NEWS

Montreal Sewage Dump Wraps Up Days Ahead Of Schedule

11/14/2015 06:32 EST | Updated 11/14/2015 06:59 EST

MONTREAL — The sewer repair work that led the city of Montreal to dump raw sewage directly into the St. Lawrence river was completed three days early, the city announced Saturday.

In a statement, the city reported its wastewater was once again being treated normally after 89 hours of work.

Early Wednesday, the city began dumping billions of litres of raw sewage into the river to access and perform critical repair work on the support arches of a major sanitary sewer as well as relocate a snow chute.

The city said the amount of sewage dumped had been downgraded from an estimated 8 billion litres down to 4.9 billion since the work was completed in four days instead of seven.

montreal sewage st lawrence

Going near the water was strictly forbidden as billions of litres of raw sewage was dumped into the river.

The statement credited "the unwavering commitment of experts, technical staff and project partners'' for the early finish.

The city had already announced late Friday that 17 kilometres of the sewer being repaired was reopened and wastewater was being treated in that sector again.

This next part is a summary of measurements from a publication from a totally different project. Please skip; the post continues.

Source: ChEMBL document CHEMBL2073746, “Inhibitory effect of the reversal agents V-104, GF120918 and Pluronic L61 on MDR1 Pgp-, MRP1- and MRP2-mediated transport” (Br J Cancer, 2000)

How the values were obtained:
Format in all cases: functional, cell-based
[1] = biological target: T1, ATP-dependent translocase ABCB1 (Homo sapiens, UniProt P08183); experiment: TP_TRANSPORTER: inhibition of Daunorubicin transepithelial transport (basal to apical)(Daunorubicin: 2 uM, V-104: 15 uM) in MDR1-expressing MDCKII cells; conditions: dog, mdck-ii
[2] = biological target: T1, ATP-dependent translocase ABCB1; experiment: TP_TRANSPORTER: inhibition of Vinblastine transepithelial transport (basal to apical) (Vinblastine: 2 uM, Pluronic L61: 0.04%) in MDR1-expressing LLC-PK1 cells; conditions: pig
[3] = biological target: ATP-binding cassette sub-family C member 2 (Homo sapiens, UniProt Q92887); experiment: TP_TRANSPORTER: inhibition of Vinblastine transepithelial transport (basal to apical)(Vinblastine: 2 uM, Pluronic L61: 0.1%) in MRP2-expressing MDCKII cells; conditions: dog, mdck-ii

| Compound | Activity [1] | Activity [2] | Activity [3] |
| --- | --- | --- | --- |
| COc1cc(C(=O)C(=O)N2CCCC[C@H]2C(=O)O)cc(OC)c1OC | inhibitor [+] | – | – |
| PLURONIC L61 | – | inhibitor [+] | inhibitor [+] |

Preliminary results from the water-quality tests taken during the week were ``broadly consistent with expected values'' in most areas, the city said.

Jean-Francois Blais, who works with the Universite du Quebec's research institute, said earlier this week the discharge plume is probably not any more polluted than the water that is directly released from the treatment facility under normal circumstances.

"Everything that is soluble is not really removed by the treatment station,'' he said. ``In the case of bacteria and micro-organisms, there isn't any disinfection that goes on.''

He said the difference is that the treatment centre removes solid materials and phosphorus.

Blais also cautioned against reading too much into news reports that indicated the river water at some points is currently 40,000 times more polluted than normal.

"(The news reports) don't really have any value,'' he said."`You have to look at it from the bigger picture. Anyone would have been able to tell you that if you take a sample from contaminated water it's going to show it's contaminated.''

He said in a few days the normal flow of the river will dilute the discharge and water levels will return to the way they were last week.

The city said more test results were expected Sunday.

With files from Pierre Saint-Arnaud

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